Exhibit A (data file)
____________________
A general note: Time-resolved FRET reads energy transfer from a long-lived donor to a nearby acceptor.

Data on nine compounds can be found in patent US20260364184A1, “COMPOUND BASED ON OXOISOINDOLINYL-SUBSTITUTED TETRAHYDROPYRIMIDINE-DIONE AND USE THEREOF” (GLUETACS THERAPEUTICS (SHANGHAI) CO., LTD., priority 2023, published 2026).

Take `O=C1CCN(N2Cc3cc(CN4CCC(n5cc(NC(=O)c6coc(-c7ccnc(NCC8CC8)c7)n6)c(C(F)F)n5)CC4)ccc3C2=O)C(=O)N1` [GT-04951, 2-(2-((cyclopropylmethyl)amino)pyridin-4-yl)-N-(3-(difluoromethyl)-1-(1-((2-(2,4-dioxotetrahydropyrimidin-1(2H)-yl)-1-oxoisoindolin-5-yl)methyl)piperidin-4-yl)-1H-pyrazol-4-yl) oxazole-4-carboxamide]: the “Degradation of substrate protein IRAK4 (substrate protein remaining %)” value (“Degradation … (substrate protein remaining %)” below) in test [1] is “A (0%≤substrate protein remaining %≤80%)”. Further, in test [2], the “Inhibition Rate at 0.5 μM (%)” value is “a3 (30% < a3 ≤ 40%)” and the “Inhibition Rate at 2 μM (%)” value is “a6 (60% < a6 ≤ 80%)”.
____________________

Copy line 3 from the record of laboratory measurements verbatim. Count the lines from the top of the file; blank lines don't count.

Take `O=C1CCN(N2Cc3cc(CN4CCC(n5cc(NC(=O)c6coc(-c7ccnc(NCC8CC8)c7)n6)c(C(F)F)n5)CC4)ccc3C2=O)C(=O)N1` [GT-04951, 2-(2-((cyclopropylmethyl)amino)pyridin-4-yl)-N-(3-(difluoromethyl)-1-(1-((2-(2,4-dioxotetrahydropyrimidin-1(2H)-yl)-1-oxoisoindolin-5-yl)methyl)piperidin-4-yl)-1H-pyrazol-4-yl) oxazole-4-carboxamide]: the “Degradation of substrate protein IRAK4 (substrate protein remaining %)” value (“Degradation … (substrate protein remaining %)” below) in test [1] is “A (0%≤substrate protein remaining %≤80%)”. Further, in test [2], the “Inhibition Rate at 0.5 μM (%)” value is “a3 (30% < a3 ≤ 40%)” and the “Inhibition Rate at 2 μM (%)” value is “a6 (60% < a6 ≤ 80%)”.